U-M to offer a distinct, physical take on 'A Midsummer Night's Dream'
photo by Peter Smith Photography
Whether you have or not, theater professor Malcolm Tulip will offer the opportunity to experience it when the University of Michigan Department of Theatre and Drama presents “Midsummer.”
“Imagine a ‘wall of death’ around the inside of which motorcycles speed horizontally,” said Tulip in an email. “Our set is half one of those. (Without the motorcycles.) A wooden half-cylinder, half a ‘wooden O,’ designed by Vince Mountain and lit by Rob Murphy. It is the Globe theatre, it is a clearing in the woods, a palace, the moon, a bear pit, a circus.”
Meanwhile, the cast is one big tribe of “mechanicals”—contemporary hippies one might see at Nevada’s annual Burning Man Festival, at which, according to the event’s website, “you experience something personal, something new to yourself, something you've never felt before. It's an epiphany, it's primal, it's newborn.”
“Our production reflects the spirit of that festival,” said Tulip. “People come and immerse themselves in creation, transform themselves and others and depart leaving no physical trace but a lasting impression.”
Costume designer Christianne Myers helps bring these “new Gypsies” to life by placing lights in the fairies’ garments. “The fairies sometimes appear to be theatre technicians, or bikers, and sometimes shadow puppets manipulated by these guys,” said Tulip. “Digital composers Conor Barry and Simon Alexander-Adams are creating a soundscape to transport us into a 2012 dream world.”
Tulip cast the show with a blind eye toward gender, so a woman plays Oberon; a man plays Titania; one woman plays Bottom while another plays Lysander; and a man plays Hermia.“The blurring of the genders of the couples invites us to look at the nature of falling in love, marriage, control both inside and outside a traditional order,” said Tulip. “After all, the play was performed for Elizabeth I who said, ‘I know I have the body of a weak and feeble woman, but I have the heart and stomach of a king.’”
In addition to these unconventional production choices, however, Tulip’s emphasis has primarily been focused on the language, as he hopes to “make the play sing.” But as one of Shakespeare’s most-produced and most popular plays, “Midsummer” often draws audience members who are wholly familiar with the material. Does this affect Tulip’s decisions as a director?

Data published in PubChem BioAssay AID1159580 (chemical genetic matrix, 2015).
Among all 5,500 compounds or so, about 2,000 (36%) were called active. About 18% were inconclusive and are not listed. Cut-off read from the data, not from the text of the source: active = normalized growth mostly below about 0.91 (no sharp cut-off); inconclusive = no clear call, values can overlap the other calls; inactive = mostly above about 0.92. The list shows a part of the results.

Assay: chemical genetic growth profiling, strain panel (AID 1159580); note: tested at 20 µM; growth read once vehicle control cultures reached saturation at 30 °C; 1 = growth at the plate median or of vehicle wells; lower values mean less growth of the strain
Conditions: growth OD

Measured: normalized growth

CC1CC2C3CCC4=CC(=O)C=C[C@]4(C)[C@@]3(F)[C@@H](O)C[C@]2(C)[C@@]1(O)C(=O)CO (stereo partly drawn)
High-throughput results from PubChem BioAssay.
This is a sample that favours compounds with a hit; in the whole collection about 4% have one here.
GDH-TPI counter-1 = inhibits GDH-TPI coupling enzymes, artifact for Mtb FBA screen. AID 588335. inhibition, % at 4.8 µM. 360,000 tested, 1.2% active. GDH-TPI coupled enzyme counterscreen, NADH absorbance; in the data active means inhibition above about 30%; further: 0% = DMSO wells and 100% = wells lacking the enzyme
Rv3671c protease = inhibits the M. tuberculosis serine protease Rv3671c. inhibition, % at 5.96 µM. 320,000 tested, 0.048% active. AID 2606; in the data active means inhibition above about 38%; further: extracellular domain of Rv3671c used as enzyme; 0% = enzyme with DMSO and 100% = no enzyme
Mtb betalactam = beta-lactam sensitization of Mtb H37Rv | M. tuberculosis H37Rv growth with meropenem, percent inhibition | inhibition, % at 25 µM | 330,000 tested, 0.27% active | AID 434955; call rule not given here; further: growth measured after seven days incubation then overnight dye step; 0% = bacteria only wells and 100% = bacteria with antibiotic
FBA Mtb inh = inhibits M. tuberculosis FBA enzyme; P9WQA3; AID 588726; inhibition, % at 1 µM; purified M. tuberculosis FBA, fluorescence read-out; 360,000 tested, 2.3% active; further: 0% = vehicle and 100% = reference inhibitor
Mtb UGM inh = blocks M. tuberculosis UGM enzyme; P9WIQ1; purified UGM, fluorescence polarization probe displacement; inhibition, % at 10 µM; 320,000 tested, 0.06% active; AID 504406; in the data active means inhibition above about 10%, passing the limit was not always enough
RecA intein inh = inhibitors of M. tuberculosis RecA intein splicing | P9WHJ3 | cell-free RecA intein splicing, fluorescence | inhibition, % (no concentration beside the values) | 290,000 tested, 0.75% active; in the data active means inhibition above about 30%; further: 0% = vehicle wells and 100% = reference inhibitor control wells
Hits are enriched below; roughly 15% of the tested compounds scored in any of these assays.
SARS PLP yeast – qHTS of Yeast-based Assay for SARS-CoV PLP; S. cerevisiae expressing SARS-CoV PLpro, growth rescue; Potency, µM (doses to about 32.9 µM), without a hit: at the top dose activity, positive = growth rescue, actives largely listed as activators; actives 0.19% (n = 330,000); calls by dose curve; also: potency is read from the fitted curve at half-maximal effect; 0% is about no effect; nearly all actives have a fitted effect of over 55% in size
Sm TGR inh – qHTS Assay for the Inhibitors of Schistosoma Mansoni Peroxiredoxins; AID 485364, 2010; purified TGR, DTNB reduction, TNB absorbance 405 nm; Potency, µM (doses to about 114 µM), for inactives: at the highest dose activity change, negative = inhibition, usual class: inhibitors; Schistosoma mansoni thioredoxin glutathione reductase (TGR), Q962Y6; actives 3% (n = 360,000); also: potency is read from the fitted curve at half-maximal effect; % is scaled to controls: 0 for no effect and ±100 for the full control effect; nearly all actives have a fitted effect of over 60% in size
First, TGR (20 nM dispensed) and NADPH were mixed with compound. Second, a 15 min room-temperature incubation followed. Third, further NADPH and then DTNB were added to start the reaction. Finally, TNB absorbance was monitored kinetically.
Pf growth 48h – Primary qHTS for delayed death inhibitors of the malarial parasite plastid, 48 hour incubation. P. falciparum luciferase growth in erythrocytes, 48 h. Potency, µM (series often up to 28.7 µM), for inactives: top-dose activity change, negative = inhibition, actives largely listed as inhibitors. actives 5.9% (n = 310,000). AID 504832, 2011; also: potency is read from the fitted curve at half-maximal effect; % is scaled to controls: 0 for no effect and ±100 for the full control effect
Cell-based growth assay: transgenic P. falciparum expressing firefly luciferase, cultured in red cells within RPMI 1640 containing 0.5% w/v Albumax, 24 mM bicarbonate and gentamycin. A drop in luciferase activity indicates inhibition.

“I think it requires me to approach the script as a new text, not as a classic,” Tulip said. “I have to be sure we discover the play for ourselves in the context of fall 2012. How does the play speak to us, and how can we pass that on to our audience so that they may re-discover the play, too? I cannot give the audience the ‘Midsummer’ I think they might want. My job is to recognize this and provide the cast with the tools to reveal Shakespeare’s play. As I tell my students, our job is to make theatre not to put on a play.”
Of course, movement and physical comedy are among Tulip’s areas of expertise, so theatergoers can likely expect a more-animated-than-usual version of “Midsummer.” Fairy bands will wrestle and spar with sticks and whips; Puck “is as likely to slash your car tires as drip love-potion on your eyelids”; Bottom’s a skateboarder who loves acting; and the Mechanicals have a vaudeville quality to them (“Keystone cops meet your local community theater group”).
“For auditions, the floor was covered with gymnastic mats,” Tulip said. “I wanted to see the actors fall, jump, roll and crawl. The lovers’ night in the forest is a trial. They get scratched, lost, exhausted, chased—it is not a pretty midnight stroll in the Arboretum. Though performed in midsummer, it is clear that the play takes place in early May. They get wet, and they climb and descend walls. We try to physicalize all the characters; what they want, how they feel must be in their whole bodies.”